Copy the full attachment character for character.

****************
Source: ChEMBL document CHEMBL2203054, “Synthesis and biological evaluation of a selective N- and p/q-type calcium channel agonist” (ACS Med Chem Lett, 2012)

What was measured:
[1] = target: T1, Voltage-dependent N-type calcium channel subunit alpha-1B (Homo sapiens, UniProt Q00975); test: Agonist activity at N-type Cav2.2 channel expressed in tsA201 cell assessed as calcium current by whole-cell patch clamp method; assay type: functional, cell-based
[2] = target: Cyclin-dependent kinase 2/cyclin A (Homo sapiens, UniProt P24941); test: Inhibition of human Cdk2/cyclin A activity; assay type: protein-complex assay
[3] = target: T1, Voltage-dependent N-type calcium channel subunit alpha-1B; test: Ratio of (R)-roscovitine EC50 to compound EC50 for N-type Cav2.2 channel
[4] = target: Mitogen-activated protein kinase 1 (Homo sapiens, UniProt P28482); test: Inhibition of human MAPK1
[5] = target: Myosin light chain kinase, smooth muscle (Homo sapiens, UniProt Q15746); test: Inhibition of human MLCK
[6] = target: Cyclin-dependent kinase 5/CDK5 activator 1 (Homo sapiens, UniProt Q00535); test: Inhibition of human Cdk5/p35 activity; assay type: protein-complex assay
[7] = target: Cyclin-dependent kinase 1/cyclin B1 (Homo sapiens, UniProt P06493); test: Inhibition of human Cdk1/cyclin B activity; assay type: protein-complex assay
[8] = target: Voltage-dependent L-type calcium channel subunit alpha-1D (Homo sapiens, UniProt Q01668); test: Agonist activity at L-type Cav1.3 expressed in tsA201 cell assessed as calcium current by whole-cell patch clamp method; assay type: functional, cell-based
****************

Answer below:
Source: ChEMBL document CHEMBL2203054, “Synthesis and biological evaluation of a selective N- and p/q-type calcium channel agonist” (ACS Med Chem Lett, 2012)

What was measured:
[1] = target: T1, Voltage-dependent N-type calcium channel subunit alpha-1B (Homo sapiens, UniProt Q00975); test: Agonist activity at N-type Cav2.2 channel expressed in tsA201 cell assessed as calcium current by whole-cell patch clamp method; assay type: functional, cell-based
[2] = target: Cyclin-dependent kinase 2/cyclin A (Homo sapiens, UniProt P24941); test: Inhibition of human Cdk2/cyclin A activity; assay type: protein-complex assay
[3] = target: T1, Voltage-dependent N-type calcium channel subunit alpha-1B; test: Ratio of (R)-roscovitine EC50 to compound EC50 for N-type Cav2.2 channel
[4] = target: Mitogen-activated protein kinase 1 (Homo sapiens, UniProt P28482); test: Inhibition of human MAPK1
[5] = target: Myosin light chain kinase, smooth muscle (Homo sapiens, UniProt Q15746); test: Inhibition of human MLCK
[6] = target: Cyclin-dependent kinase 5/CDK5 activator 1 (Homo sapiens, UniProt Q00535); test: Inhibition of human Cdk5/p35 activity; assay type: protein-complex assay
[7] = target: Cyclin-dependent kinase 1/cyclin B1 (Homo sapiens, UniProt P06493); test: Inhibition of human Cdk1/cyclin B activity; assay type: protein-complex assay
[8] = target: Voltage-dependent L-type calcium channel subunit alpha-1D (Homo sapiens, UniProt Q01668); test: Agonist activity at L-type Cav1.3 expressed in tsA201 cell assessed as calcium current by whole-cell patch clamp method; assay type: functional, cell-based